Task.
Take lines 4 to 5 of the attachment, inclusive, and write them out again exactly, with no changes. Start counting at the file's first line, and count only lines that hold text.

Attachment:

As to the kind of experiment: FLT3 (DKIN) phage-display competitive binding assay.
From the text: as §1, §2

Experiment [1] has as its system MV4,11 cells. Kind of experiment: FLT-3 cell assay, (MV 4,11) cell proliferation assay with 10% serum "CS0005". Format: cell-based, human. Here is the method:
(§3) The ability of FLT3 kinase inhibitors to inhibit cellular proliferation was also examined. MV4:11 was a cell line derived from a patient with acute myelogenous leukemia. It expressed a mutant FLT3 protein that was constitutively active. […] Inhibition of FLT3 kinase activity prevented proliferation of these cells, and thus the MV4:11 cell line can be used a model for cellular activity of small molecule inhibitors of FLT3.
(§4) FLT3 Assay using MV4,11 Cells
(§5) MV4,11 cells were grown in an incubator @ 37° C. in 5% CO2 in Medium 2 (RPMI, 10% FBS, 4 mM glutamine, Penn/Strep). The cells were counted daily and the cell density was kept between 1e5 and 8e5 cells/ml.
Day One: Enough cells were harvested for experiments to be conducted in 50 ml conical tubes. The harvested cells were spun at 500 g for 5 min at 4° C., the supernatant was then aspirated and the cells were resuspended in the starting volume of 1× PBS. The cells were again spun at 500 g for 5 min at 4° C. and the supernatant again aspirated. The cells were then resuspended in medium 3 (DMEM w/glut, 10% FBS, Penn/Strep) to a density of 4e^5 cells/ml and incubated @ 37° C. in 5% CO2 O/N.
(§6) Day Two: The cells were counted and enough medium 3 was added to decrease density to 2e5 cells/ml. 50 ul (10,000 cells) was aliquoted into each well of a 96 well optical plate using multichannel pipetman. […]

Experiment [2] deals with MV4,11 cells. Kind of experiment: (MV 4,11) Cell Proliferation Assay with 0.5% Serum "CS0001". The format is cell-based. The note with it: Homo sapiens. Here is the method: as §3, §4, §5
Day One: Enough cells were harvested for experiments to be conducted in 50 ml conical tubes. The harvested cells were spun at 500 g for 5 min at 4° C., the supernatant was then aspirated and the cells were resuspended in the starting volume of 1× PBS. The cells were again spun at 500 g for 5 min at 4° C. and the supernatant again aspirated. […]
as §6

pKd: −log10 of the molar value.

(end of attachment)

(§3) The ability of FLT3 kinase inhibitors to inhibit cellular proliferation was also examined. MV4:11 was a cell line derived from a patient with acute myelogenous leukemia. It expressed a mutant FLT3 protein that was constitutively active. […] Inhibition of FLT3 kinase activity prevented proliferation of these cells, and thus the MV4:11 cell line can be used a model for cellular activity of small molecule inhibitors of FLT3.
(§4) FLT3 Assay using MV4,11 Cells